My storytime skills are transferring to my volunteer work with adjustments. I am part of a group of seniors who read to Kindergartners. We each read to two children. My biggest adjustment is keeping my voice down since I am not the only one reading aloud in the room. I enjoy the fact that the children are very engaged with the books. Monday we read Moo! by David LaRochelle. We went through it three times. We also read That Is NOT a Good Idea! by Mo Willems. I must admit that I was not particularly impressed by this book when I first read it. However, it comes alive when read aloud. The boys immediately joined in with the "chorus" and I got to do different voices.

Although the boys were completely engaged when we were reading the books, they got restless when we were not reading. I miss my storytime transitions! I would have loved to have done a draw and tell or flannel board story. I was not the only one with restless kids. I think I will borrow some of my storytime activities. I am going to make some Thanksgiving themed memory cards and bring them next week. Being a children's librarian has taught me to be flexible and to try new things as I transition into being an experienced senior volunteer. 

Friday, October 3, 2014

The Halloween Hike

Inspired by Flannel Friday's annual Halloween Round Up, I wrote another Halloween draw and tell story. This is my third one!

The Halloween Hike
Linda Meuse
Notes from the Story Room
Joe loved to hike and explore. So did his big sister, Meg. One sunny Halloween morning they decided to explore a nearby park.  "A nice long hike will help pass the time until we can go trick-or-treating," said Joe. "We should have plenty of time to explore before then," answered Meg.
When they got to the park, the first thing they did was walk around a crystal clear lake. (Draw 1) On the other side they came to a high hill. They decided to climb up the hill.  (Draw 2) The hill turned out to be much higher than they expected and it took a long time to get to the top. (Draw 3) Fortunately Meg and Joe had packed lunch and water in their backpacks. They had a nice lunch on top of the hill. Then they went down the other side of the hill. (Draw 4) It was much easier going down than up! There were lots of trees on this side of the hill. (Draw 5) They came across a pond with plants floating in it. (Draw 6) There was also a log in the middle of the pond. (Draw 7) They watched a dragonfly skim across the pond. (Draw 8) Joe and Meg walked around the pond. (Draw 9) There were lots of trees on the other side of the pond as well. (Draw 10)
"I feel like I am being watched," said Joe. "Me, too" said Meg. "Let's hurry home. We don't want to be late for the trick-or-treating tonight." Meg and Joe quickly left the park. Who was watching them on their Halloween hike?

This week's Flannel Friday is hosted by Sue of Library Village. Be sure to visit Flannel Friday for more storytime inspiration!

Wednesday, October 1, 2014

Family Storytime Presentation

This is my presentation as part of a panel, "Storytime Shake-Up," for the 2014 New Jersey Youth Services Forum held on October 1, 2014. A copy will also be available on the New Jersey State Library's Youth Services site.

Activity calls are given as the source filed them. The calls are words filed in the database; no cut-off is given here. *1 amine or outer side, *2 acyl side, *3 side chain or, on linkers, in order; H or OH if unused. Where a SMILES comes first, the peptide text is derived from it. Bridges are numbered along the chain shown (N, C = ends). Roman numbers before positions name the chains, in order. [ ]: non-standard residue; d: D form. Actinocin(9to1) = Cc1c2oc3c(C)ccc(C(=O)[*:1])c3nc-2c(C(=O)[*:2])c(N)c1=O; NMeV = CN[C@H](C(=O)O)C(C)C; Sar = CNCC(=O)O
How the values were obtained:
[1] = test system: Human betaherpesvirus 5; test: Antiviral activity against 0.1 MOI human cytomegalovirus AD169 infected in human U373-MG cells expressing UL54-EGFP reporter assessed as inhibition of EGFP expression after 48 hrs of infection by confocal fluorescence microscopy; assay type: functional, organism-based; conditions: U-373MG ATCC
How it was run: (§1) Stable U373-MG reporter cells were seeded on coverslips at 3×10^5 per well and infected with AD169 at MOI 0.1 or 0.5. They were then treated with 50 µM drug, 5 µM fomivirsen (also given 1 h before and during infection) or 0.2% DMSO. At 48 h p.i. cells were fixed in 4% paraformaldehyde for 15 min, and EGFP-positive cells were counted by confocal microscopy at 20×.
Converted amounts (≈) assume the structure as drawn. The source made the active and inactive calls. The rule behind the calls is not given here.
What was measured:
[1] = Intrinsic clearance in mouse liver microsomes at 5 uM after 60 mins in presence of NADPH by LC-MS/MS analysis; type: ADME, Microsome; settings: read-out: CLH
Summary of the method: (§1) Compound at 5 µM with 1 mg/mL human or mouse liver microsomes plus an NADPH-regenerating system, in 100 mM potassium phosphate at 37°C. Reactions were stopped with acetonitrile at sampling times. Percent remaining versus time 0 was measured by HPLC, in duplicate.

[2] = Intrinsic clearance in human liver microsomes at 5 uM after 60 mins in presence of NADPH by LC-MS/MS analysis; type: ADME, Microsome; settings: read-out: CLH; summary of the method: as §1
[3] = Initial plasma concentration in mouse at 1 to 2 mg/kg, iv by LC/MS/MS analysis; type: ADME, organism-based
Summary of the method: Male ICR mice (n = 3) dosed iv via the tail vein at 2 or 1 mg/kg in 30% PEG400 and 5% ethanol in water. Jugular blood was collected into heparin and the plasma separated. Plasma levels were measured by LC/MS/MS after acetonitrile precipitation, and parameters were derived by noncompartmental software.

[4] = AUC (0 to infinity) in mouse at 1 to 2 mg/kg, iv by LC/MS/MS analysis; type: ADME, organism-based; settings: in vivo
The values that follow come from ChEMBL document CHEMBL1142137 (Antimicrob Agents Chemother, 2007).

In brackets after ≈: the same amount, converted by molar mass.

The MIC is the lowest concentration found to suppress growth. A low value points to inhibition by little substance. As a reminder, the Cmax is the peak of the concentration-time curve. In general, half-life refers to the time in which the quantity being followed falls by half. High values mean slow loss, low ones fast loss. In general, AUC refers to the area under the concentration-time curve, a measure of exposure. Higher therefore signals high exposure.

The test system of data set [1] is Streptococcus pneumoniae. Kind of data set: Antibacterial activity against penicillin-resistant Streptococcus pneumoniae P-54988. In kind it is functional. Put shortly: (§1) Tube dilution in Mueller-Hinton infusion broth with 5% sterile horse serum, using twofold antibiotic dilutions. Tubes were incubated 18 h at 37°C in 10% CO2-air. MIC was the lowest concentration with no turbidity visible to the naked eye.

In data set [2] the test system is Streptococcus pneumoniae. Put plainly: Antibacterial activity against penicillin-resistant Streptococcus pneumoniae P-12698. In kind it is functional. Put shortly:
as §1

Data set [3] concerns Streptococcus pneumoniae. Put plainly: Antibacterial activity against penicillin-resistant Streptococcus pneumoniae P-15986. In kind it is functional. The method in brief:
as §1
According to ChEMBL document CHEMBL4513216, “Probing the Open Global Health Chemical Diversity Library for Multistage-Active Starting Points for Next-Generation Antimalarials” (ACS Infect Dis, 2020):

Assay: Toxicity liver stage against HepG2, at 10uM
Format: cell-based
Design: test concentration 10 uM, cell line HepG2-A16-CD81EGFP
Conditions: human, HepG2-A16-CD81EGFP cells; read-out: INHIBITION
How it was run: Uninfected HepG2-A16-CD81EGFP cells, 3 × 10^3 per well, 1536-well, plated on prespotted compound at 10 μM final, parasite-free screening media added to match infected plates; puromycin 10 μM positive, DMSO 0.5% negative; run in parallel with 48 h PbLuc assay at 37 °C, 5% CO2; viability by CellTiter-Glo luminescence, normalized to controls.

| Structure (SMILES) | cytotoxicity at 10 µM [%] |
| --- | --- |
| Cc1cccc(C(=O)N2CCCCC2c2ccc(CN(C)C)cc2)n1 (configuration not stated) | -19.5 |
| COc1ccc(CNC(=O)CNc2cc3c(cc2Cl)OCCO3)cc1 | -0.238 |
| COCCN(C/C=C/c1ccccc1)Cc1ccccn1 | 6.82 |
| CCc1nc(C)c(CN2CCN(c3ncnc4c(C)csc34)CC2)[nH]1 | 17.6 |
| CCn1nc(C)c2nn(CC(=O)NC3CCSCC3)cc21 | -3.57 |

Linda Meuse
1.  Engage all ages
     Humorous stories and folktales have a wide appeal.
     Book illustrations should be clear and colorful to keep the interest of the little ones.
     Pop-up books and lift-the-flap books will appeal to all ages.
     Don't forget the grown-ups! Draw them in with humor.
2.  Mix it up
      Use different types of storytelling.
      There are many options:
          draw and tell stories
          paper cutting stories
          flannel board stories
          prop stories
          puppet stories
       Keep props simple. Spend time on those that will be used frequently.
       Flannel Friday's Pinterest Pages provides a wealth of storytelling ideas.
3. Make them guess
     Guessing games appeal to all ages - patterns, hidden object, memory, what am I?
     The level of difficulty can be adjusted for various ages.
     Stories and books that involve guessing appeal to all ages.
4. Be flexible
     Have a variety of books suitable for both preschool children and toddlers.
     Ages will vary from program to program.
     Drop or add stories depending on the dynamics of the group.
     Finger puppets work well when the group is young.
     Using visuals when telling a story helps young children to focus.
     Sing songs or play games when the group gets restless.
     Don't worry if you lose little ones while doing a story for older children.
          Follow the longer story with something for the little ones.
          Often the little ones like to emulate the older children and will listen.
5. Make it yours
     Sing if you like to sing.
     Do a craft if you like crafts.
     Pick stories that you enjoy, not because they fit a theme.
     You will learn what works with your group over time.
     Tweak your program to fit your group using formats that work for you.
     Allow for family and sibling dynamics but control the chaos.

Examples of my family storytime programs and of the storytelling materials that I used can be found on this blog. If you have questions please leave a comment. I will reply to your comment. You can also contact me via Twitter - @LMeuse.